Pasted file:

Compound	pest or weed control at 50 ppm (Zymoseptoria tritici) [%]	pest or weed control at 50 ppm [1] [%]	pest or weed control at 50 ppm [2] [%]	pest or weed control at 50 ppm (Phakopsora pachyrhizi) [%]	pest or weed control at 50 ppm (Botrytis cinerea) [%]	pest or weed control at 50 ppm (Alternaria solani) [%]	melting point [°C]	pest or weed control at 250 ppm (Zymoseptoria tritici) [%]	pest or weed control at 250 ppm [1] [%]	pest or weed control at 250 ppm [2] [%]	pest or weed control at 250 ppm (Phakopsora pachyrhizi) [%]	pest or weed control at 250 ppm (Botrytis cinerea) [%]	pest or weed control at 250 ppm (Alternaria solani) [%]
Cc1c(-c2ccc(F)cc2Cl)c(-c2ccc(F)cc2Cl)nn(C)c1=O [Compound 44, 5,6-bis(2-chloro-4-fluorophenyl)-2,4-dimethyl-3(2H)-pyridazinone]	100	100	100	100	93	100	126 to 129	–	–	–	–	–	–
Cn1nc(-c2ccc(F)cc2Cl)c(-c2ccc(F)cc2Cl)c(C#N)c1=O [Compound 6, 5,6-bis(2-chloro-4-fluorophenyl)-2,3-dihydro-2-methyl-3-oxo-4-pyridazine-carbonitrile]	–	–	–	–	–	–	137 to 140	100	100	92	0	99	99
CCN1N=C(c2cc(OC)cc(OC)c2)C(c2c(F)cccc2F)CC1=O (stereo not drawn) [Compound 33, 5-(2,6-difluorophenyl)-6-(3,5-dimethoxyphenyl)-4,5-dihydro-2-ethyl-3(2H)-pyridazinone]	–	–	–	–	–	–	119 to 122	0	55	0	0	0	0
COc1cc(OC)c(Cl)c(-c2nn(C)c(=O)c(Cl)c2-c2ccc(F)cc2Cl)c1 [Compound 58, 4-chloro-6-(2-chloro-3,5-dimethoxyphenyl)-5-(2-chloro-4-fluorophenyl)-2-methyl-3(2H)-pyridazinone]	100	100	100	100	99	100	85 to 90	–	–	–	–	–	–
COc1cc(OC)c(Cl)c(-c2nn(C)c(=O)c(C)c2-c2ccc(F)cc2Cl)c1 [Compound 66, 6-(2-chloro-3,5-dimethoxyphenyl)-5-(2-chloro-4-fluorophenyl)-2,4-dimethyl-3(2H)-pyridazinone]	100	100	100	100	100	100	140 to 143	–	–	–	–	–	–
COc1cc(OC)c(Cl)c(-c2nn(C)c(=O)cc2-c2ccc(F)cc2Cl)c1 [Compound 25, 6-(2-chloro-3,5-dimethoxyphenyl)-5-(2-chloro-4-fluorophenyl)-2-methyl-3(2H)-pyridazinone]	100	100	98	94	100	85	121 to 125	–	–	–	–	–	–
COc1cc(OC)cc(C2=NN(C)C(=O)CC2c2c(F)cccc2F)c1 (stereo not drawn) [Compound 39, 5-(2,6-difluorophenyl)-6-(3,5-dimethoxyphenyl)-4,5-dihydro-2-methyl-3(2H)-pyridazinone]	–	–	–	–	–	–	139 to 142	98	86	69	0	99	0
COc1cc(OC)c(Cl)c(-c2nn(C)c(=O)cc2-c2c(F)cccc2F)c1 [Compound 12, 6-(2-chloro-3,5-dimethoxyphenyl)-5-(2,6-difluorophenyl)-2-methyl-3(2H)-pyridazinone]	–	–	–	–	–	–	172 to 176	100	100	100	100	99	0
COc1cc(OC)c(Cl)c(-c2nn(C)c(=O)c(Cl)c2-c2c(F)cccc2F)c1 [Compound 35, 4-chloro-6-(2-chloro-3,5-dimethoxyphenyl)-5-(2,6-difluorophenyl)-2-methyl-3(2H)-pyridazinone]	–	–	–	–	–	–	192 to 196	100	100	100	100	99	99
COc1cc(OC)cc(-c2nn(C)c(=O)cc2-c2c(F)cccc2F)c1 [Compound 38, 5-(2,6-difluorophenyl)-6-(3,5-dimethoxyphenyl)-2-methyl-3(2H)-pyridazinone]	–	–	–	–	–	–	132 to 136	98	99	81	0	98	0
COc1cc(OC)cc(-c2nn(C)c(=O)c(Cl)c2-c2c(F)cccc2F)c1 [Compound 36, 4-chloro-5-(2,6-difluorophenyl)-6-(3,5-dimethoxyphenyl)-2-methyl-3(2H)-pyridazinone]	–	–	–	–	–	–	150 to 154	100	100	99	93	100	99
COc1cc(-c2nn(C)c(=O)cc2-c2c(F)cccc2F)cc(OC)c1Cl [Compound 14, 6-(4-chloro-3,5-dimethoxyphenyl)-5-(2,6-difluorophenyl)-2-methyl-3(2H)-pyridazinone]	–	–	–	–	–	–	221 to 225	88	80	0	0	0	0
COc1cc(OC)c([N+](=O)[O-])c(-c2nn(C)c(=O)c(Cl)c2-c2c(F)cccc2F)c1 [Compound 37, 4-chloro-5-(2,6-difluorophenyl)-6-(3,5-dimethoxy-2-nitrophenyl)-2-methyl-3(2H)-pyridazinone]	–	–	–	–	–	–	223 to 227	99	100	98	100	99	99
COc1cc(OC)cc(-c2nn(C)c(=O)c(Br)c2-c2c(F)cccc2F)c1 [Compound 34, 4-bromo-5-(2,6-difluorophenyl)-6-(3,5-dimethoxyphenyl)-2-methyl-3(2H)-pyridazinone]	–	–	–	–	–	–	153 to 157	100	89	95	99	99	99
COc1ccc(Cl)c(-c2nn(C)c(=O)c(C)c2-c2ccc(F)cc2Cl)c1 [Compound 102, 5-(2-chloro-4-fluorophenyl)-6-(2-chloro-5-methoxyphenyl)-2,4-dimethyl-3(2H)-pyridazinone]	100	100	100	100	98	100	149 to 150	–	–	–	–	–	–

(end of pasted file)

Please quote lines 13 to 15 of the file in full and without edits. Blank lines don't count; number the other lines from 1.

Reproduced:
COc1cc(-c2nn(C)c(=O)cc2-c2c(F)cccc2F)cc(OC)c1Cl [Compound 14, 6-(4-chloro-3,5-dimethoxyphenyl)-5-(2,6-difluorophenyl)-2-methyl-3(2H)-pyridazinone]	–	–	–	–	–	–	221 to 225	88	80	0	0	0	0
COc1cc(OC)c([N+](=O)[O-])c(-c2nn(C)c(=O)c(Cl)c2-c2c(F)cccc2F)c1 [Compound 37, 4-chloro-5-(2,6-difluorophenyl)-6-(3,5-dimethoxy-2-nitrophenyl)-2-methyl-3(2H)-pyridazinone]	–	–	–	–	–	–	223 to 227	99	100	98	100	99	99
COc1cc(OC)cc(-c2nn(C)c(=O)c(Br)c2-c2c(F)cccc2F)c1 [Compound 34, 4-bromo-5-(2,6-difluorophenyl)-6-(3,5-dimethoxyphenyl)-2-methyl-3(2H)-pyridazinone]	–	–	–	–	–	–	153 to 157	100	89	95	99	99	99